Carruthers history, Scotland History, Uncategorized

Lady Devorgilla in Stone

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At Whitesands along the River Night which runs through Dumfries.


Walking on from the kinetic hangings and the curved railings beyond the Devorgilla Bridge, we come to Matt Baker’s granite sculpture of Lady Devorgilla. Many people must walk past without realizing a sculpture is on the river side of the wall beside a flight of steps. She is set into the sandstone wall, looking across the river. The figure was inspired by Lady Devorgilla Baillol who reputedly had the first wooden bridge across the bridge built in the thirteenth century.


She was the daughter of Alan, Lord of Galloway and married John Balliol when she was only 13. In her own right she was a wealthy and powerful woman. Although her husband founded Balliol College, Oxford (for poor scholars) she made a permanent endowment to the college to secure its future. She also founded Greyfriars Monastery in Dumfries. On the death of her husband she established a Cistercian Monastery at New Abbey, a few miles from Dumfries. She had his heart embalmed and carried it with her in an ivory casket. When she died she was buried at the abbey church she had founded, with her husband’s heart beside her. Is this a romantic tale, or is carrying your dead husband’s heart around a bit weird? The monks clearly decided on romantic, calling the abbey Dulce Cor, meaning sweet heart.


Now, carved in granite from salvaged harbour kerbs, Devorgilla stands gazing serenely across the caul. When the River Nith floods, which it does frequently, the sculpture is partially submerged and becomes part of the river in a powerful way.


Originally, a second part of Matt Baker’s installation was situated on the other side of the river. It was a translucent etching of a woman about to cross the river, laminated in glass with an oak frame. She was there for nine years before being destroyed, in 2007, by spring floods.


The Picts, Uncategorized
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“The Mystical Picts of Ancient Scotland”



Of all the mysteries in Ancient Scotland none are more mystical than the Pictish Runes and Engravings on the countless Standing Stones in the North East of Scotland. Did the Picts in prehistoric times for-tell the passing of Planet Nibiru every 3600 years by using the mythical “Black Mirror?”

blackmirrorsMadame Blavatsky describes how, whilst attempting to retrieve their stolen goods, the ‘Koodian’ (sorcerer) produced, from its case, a mirror of the kind known as ‘Persian Mirrors’.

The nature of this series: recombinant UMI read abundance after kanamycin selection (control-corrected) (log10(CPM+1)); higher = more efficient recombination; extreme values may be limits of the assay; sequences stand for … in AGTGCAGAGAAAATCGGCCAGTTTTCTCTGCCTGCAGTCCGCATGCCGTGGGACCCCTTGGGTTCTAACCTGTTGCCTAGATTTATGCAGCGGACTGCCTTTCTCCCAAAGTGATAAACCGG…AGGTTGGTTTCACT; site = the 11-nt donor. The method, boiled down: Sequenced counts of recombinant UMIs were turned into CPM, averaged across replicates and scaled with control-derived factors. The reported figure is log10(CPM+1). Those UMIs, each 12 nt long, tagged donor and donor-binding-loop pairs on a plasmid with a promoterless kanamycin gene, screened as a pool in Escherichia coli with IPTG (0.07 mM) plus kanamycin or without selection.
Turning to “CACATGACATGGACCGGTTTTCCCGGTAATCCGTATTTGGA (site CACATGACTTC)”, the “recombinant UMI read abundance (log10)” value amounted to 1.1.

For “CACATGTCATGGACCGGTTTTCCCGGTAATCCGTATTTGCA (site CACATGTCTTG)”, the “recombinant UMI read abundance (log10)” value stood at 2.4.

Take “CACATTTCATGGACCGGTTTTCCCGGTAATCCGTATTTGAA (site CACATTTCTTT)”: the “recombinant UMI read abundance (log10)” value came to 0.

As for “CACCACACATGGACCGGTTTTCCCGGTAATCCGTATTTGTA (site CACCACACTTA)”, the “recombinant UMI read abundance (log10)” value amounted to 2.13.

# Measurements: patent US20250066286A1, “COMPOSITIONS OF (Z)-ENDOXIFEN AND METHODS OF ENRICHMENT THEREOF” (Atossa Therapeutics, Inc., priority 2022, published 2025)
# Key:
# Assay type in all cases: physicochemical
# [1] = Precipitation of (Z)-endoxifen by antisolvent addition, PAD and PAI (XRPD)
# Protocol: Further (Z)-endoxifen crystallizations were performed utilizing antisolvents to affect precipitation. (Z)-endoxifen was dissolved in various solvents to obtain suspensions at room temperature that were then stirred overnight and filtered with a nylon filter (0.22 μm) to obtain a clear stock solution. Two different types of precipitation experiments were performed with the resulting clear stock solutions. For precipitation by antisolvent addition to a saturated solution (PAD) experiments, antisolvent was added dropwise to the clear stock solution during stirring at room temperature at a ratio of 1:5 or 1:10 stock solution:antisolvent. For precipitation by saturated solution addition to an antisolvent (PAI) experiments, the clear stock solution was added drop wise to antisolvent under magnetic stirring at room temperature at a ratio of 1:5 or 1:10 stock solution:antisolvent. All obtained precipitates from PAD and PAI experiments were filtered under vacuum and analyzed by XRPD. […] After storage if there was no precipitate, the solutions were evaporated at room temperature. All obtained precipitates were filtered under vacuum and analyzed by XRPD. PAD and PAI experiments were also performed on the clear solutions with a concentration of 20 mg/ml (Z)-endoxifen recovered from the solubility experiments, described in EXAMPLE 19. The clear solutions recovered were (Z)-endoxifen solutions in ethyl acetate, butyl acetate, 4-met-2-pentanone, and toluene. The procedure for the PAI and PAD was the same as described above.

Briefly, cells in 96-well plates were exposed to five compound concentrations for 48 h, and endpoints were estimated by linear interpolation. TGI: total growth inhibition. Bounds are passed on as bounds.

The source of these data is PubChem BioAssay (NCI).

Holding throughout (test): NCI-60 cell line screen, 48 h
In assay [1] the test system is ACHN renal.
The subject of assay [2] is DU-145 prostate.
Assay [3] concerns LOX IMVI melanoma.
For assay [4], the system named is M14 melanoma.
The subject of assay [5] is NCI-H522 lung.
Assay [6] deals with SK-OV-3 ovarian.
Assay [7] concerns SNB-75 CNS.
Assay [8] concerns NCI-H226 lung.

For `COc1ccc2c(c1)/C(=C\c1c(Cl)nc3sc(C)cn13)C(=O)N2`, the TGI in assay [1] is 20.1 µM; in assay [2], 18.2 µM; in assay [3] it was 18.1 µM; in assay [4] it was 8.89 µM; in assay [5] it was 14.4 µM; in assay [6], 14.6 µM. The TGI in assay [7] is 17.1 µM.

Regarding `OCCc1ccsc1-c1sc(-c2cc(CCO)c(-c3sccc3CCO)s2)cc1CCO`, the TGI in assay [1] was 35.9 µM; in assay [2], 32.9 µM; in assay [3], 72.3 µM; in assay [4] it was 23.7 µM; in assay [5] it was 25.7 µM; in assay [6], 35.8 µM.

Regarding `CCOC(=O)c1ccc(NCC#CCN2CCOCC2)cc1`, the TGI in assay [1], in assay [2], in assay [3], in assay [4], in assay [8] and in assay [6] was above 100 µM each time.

It is on the Pictish engravings you see the ‘Black Mirror’, and the case in which it was kept.

These ‘Magic Mirrors’ which were generally black in colour were prepared in the Province of Agra in India, but also came from China and Tibet. They are also found in Ancient Egypt and it is said the ancestors of the Quichés brought them to Mexico.

The last mention we have is the Inca – when Pizarro demanded a room full of gold for the release of his captive, the Queen consulted the ‘Oracles’. During the consultation the Chief-Priest showed her, in the consecrated ‘Black Mirror’, the unavoidable murder of her husband.

thentheyvanishedThen they vanished, never to be seen or used again – what happened to these mystical artifacts from the Ancient World?

The Picts obviously had the use of these ‘Mirrors’ precisely why they portrayed them on their ‘Sacred Standing Stones’ – but what about the ‘Tuning Fork’ – (the name academics give to what looks like a ‘tuning fork’)

This object would have been quite large and struck on a hard surface giving off a loud sound. The accompanying vibrations would have raised the vibrations of the ‘Seer’ – the one who was using the ‘Mirror’ – similar to the Tibetan gongs and bells, or alternatively the repeating of a ‘mantra’.

onmanyengravingsOn many engravings is a large globe with two small circles, one on each side. This could well be a simple ‘Quaig’ (a bowl) — but why would this be so important as to be recorded for future generations to see on so many different stones?

Is the large globe the Sun with the Earth on one side and Nibiru on the other?